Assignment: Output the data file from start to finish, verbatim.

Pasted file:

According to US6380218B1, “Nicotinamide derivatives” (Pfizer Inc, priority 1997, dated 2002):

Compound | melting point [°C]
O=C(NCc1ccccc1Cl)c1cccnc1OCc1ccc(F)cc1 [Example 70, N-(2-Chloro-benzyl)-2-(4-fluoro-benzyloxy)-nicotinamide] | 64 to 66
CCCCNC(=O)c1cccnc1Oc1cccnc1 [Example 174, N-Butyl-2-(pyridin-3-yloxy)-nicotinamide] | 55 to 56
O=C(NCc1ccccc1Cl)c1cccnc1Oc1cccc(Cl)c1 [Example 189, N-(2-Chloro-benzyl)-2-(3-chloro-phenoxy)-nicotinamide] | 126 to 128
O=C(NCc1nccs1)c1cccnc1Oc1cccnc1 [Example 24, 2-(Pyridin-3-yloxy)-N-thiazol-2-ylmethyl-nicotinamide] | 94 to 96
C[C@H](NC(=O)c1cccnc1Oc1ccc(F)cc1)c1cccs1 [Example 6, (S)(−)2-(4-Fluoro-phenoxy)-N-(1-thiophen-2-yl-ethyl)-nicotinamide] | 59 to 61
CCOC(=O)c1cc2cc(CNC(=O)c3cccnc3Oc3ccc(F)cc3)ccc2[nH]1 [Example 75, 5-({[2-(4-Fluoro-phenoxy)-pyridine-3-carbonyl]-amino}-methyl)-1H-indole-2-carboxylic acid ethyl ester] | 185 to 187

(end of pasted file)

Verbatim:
According to US6380218B1, “Nicotinamide derivatives” (Pfizer Inc, priority 1997, dated 2002):

Compound | melting point [°C]
O=C(NCc1ccccc1Cl)c1cccnc1OCc1ccc(F)cc1 [Example 70, N-(2-Chloro-benzyl)-2-(4-fluoro-benzyloxy)-nicotinamide] | 64 to 66
CCCCNC(=O)c1cccnc1Oc1cccnc1 [Example 174, N-Butyl-2-(pyridin-3-yloxy)-nicotinamide] | 55 to 56
O=C(NCc1ccccc1Cl)c1cccnc1Oc1cccc(Cl)c1 [Example 189, N-(2-Chloro-benzyl)-2-(3-chloro-phenoxy)-nicotinamide] | 126 to 128
O=C(NCc1nccs1)c1cccnc1Oc1cccnc1 [Example 24, 2-(Pyridin-3-yloxy)-N-thiazol-2-ylmethyl-nicotinamide] | 94 to 96
C[C@H](NC(=O)c1cccnc1Oc1ccc(F)cc1)c1cccs1 [Example 6, (S)(−)2-(4-Fluoro-phenoxy)-N-(1-thiophen-2-yl-ethyl)-nicotinamide] | 59 to 61
CCOC(=O)c1cc2cc(CNC(=O)c3cccnc3Oc3ccc(F)cc3)ccc2[nH]1 [Example 75, 5-({[2-(4-Fluoro-phenoxy)-pyridine-3-carbonyl]-amino}-methyl)-1H-indole-2-carboxylic acid ethyl ester] | 185 to 187